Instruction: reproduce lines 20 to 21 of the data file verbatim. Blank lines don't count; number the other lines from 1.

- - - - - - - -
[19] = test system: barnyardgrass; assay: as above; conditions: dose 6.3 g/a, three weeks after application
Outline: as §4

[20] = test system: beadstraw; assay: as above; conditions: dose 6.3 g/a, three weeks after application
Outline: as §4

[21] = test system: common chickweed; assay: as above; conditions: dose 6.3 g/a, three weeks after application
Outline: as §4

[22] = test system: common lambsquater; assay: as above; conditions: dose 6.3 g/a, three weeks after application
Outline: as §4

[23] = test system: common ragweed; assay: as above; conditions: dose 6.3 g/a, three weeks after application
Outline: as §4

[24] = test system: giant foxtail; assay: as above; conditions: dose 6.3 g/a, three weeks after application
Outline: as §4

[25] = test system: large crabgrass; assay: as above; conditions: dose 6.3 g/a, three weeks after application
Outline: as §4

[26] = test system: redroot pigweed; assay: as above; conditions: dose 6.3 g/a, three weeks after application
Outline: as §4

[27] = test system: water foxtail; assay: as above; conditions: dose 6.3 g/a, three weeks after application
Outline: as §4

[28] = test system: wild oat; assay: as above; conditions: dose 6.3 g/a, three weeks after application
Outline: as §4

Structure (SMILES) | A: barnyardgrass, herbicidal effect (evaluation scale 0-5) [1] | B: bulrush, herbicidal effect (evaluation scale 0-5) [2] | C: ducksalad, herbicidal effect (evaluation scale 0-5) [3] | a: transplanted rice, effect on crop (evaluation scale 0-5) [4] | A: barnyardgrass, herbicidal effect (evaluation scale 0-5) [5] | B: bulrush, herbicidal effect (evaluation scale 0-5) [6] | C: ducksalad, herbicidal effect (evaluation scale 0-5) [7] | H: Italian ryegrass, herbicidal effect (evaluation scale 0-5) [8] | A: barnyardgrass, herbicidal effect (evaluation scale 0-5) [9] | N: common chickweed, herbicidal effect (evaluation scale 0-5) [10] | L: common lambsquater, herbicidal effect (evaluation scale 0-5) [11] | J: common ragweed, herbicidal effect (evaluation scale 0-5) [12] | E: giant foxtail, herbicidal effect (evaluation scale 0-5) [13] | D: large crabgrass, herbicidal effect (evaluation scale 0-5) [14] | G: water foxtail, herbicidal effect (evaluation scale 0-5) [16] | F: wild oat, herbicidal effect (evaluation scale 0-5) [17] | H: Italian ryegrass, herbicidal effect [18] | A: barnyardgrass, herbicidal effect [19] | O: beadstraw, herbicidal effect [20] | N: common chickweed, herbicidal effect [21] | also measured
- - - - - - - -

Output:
Outline: as §4

Structure (SMILES) | A: barnyardgrass, herbicidal effect (evaluation scale 0-5) [1] | B: bulrush, herbicidal effect (evaluation scale 0-5) [2] | C: ducksalad, herbicidal effect (evaluation scale 0-5) [3] | a: transplanted rice, effect on crop (evaluation scale 0-5) [4] | A: barnyardgrass, herbicidal effect (evaluation scale 0-5) [5] | B: bulrush, herbicidal effect (evaluation scale 0-5) [6] | C: ducksalad, herbicidal effect (evaluation scale 0-5) [7] | H: Italian ryegrass, herbicidal effect (evaluation scale 0-5) [8] | A: barnyardgrass, herbicidal effect (evaluation scale 0-5) [9] | N: common chickweed, herbicidal effect (evaluation scale 0-5) [10] | L: common lambsquater, herbicidal effect (evaluation scale 0-5) [11] | J: common ragweed, herbicidal effect (evaluation scale 0-5) [12] | E: giant foxtail, herbicidal effect (evaluation scale 0-5) [13] | D: large crabgrass, herbicidal effect (evaluation scale 0-5) [14] | G: water foxtail, herbicidal effect (evaluation scale 0-5) [16] | F: wild oat, herbicidal effect (evaluation scale 0-5) [17] | H: Italian ryegrass, herbicidal effect [18] | A: barnyardgrass, herbicidal effect [19] | O: beadstraw, herbicidal effect [20] | N: common chickweed, herbicidal effect [21] | also measured